Research Team: Stephen Ritchie (lead), Behdad Kiani, Andre Tok, Tim Lipman, Miguel Jaller, and Alan Jenn
UC Campus(es): UC Berkeley, UC Davis, UC Irvine
Problem Statement: California has set targets to achieve 100% zero emission drayage trucks by 2035 and zero emissions for all remaining heavy-duty vehicles by 2045. To achieve these goals, particularly for short-haul trucks (those that travel less than 200 miles per day) and drayage trucks, California policies currently focus on the adoption of battery-electric vehicles (BEVs). Transitioning these heavy-duty vehicles to BEVs will significantly increase electric vehicle charging demand, potentially creating complex load impacts on the electric grid. An alternative to battery electric trucks are hydrogen fuel cell vehicles, which may offer increased range and payload, as well as electric grid load management advantages. Because of the tradeoffs, it’s likely that future commercial vehicle fleets will use a mix of both technologies. Research is needed to investigate the cost and energy-use implications of California’s ZEV truck targets for charging and hydrogen refueling infrastructure. In particular, research can help answer the question – how can these medium-and heavy-duty truck technology transitions aid or hinder the state’s efforts to achieve a carbon-free grid, and what will it all cost?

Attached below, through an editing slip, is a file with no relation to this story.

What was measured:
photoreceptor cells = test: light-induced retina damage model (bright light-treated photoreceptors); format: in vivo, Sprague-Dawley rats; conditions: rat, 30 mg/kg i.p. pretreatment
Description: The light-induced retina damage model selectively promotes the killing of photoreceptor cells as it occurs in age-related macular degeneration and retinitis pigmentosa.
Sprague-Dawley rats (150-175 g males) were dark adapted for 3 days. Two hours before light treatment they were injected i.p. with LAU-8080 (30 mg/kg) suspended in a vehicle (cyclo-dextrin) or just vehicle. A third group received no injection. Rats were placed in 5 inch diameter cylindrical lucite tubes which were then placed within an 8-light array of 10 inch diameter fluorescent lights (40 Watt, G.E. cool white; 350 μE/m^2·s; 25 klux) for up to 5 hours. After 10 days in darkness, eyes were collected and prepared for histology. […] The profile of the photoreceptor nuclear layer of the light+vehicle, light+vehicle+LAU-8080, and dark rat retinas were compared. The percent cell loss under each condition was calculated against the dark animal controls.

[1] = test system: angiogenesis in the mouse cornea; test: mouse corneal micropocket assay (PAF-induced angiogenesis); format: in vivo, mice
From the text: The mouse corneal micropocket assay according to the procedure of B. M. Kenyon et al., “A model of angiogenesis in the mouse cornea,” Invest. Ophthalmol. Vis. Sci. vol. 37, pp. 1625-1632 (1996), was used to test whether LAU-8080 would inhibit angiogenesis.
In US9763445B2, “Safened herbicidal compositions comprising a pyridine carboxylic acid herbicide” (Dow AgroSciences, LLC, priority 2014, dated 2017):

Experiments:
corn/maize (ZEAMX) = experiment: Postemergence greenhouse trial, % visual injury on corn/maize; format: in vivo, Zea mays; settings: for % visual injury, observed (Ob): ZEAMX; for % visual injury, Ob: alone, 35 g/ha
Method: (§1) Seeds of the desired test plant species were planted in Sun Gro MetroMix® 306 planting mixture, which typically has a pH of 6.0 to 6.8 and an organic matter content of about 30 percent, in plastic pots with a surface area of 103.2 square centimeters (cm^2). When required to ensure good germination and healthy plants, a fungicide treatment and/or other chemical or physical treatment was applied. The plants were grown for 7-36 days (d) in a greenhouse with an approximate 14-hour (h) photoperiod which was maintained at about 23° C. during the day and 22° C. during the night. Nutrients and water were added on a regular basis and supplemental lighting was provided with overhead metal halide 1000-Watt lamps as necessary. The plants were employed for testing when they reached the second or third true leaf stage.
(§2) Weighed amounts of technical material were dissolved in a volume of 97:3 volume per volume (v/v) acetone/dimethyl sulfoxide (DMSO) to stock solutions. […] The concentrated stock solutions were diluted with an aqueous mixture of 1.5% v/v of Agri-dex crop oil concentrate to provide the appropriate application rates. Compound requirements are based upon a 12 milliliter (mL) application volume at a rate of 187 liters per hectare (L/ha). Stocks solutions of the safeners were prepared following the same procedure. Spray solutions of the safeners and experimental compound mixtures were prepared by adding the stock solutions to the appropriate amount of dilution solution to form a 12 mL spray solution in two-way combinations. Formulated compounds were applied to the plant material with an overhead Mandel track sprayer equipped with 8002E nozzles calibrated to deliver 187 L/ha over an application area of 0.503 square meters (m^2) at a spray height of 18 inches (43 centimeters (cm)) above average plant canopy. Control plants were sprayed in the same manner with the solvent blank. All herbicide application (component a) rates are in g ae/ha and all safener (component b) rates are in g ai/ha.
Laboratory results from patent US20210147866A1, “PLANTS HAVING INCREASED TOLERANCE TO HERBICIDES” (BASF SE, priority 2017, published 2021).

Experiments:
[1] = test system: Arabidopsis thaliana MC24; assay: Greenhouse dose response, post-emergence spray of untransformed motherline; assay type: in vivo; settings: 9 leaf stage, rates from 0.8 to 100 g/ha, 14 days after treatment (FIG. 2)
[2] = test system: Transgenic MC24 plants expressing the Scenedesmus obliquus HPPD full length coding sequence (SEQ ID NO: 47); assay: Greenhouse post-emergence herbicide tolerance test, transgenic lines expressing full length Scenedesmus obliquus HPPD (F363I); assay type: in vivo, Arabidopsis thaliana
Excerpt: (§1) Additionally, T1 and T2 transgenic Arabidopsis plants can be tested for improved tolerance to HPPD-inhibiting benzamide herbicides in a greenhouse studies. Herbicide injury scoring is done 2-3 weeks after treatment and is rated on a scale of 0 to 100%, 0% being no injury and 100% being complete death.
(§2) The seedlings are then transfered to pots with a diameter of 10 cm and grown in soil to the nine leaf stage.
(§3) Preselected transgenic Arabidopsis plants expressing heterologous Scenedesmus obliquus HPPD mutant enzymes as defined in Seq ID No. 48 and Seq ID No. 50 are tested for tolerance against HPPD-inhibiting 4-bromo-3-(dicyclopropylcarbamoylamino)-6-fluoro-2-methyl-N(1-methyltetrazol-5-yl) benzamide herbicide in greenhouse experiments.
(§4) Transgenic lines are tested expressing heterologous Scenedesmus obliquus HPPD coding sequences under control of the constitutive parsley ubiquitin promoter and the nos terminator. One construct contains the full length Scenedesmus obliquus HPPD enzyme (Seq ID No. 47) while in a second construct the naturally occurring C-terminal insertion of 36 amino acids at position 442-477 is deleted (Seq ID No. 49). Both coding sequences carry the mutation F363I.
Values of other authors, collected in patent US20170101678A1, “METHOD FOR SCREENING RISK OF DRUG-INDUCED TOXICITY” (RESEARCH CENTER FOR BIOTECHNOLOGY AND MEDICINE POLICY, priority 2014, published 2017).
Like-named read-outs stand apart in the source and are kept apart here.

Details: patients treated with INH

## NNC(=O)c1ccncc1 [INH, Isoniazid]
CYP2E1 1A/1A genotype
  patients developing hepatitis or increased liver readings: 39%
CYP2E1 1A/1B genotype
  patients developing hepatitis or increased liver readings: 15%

Project Description: This project will model the impacts of electrifying short-haul medium- and heavy-duty trucks on the energy supply system. First, it will develop a reference case consisting of energy demand scenarios from existing academic and state agency models and other estimates. Then, the research team will use the model to analyze various fleet mixes of BEVs and fuel cell electric vehicles between 2025 and 2050, while factoring in the least amount of public and private investment required for fleet operators and the grid infrastructure. The model will also examine ways that BEVs and hydrogen generation play into the state’s goals for decarbonizing the electricity grid and will identify ways that two-way charging (vehicle-to-grid and grid-to-vehicle) can minimize the total cost for both fleets and utilities. Ultimately, the results from this study will be combined with the results from a parallel study at the University of California, Irvine involving long-haul medium- and heavy-duty truck activity. Together, these studies will provide a comprehensive picture of the total energy system needed for ZEV truck infrastructure and its costs.
Status: In Progress